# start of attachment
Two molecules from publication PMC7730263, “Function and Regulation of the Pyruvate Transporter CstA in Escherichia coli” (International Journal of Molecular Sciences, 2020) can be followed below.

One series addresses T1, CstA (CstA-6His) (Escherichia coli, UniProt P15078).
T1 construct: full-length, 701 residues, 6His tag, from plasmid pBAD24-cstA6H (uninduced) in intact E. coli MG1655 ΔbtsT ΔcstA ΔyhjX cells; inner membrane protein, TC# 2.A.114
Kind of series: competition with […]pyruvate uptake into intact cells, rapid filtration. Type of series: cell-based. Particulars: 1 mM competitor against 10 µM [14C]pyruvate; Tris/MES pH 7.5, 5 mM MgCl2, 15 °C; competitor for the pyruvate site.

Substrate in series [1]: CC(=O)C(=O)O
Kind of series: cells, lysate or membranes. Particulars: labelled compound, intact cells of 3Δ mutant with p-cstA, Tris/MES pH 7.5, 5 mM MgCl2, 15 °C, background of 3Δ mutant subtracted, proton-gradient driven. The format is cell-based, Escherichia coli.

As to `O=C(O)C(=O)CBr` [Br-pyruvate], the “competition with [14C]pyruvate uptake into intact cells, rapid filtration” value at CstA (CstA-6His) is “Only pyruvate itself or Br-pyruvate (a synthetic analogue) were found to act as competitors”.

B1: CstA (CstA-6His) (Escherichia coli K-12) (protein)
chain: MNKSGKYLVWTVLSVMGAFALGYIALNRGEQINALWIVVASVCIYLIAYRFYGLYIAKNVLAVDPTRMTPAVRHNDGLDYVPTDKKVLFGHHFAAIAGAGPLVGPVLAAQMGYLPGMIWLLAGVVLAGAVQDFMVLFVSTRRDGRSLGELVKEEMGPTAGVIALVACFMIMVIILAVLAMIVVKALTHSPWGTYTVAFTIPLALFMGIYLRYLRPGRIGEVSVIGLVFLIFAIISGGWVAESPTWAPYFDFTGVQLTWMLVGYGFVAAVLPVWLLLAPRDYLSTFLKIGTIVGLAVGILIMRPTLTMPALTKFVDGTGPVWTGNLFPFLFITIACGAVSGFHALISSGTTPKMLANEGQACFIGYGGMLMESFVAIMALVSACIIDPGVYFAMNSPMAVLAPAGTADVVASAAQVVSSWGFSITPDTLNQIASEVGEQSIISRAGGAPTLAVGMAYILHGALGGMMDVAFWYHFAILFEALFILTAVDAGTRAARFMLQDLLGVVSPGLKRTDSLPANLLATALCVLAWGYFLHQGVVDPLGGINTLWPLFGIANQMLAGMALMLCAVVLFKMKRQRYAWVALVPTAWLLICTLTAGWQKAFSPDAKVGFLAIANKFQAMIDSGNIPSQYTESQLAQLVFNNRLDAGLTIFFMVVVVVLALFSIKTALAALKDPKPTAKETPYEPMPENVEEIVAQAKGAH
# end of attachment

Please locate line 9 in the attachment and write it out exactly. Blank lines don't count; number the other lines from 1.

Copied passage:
chain: MNKSGKYLVWTVLSVMGAFALGYIALNRGEQINALWIVVASVCIYLIAYRFYGLYIAKNVLAVDPTRMTPAVRHNDGLDYVPTDKKVLFGHHFAAIAGAGPLVGPVLAAQMGYLPGMIWLLAGVVLAGAVQDFMVLFVSTRRDGRSLGELVKEEMGPTAGVIALVACFMIMVIILAVLAMIVVKALTHSPWGTYTVAFTIPLALFMGIYLRYLRPGRIGEVSVIGLVFLIFAIISGGWVAESPTWAPYFDFTGVQLTWMLVGYGFVAAVLPVWLLLAPRDYLSTFLKIGTIVGLAVGILIMRPTLTMPALTKFVDGTGPVWTGNLFPFLFITIACGAVSGFHALISSGTTPKMLANEGQACFIGYGGMLMESFVAIMALVSACIIDPGVYFAMNSPMAVLAPAGTADVVASAAQVVSSWGFSITPDTLNQIASEVGEQSIISRAGGAPTLAVGMAYILHGALGGMMDVAFWYHFAILFEALFILTAVDAGTRAARFMLQDLLGVVSPGLKRTDSLPANLLATALCVLAWGYFLHQGVVDPLGGINTLWPLFGIANQMLAGMALMLCAVVLFKMKRQRYAWVALVPTAWLLICTLTAGWQKAFSPDAKVGFLAIANKFQAMIDSGNIPSQYTESQLAQLVFNNRLDAGLTIFFMVVVVVLALFSIKTALAALKDPKPTAKETPYEPMPENVEEIVAQAKGAH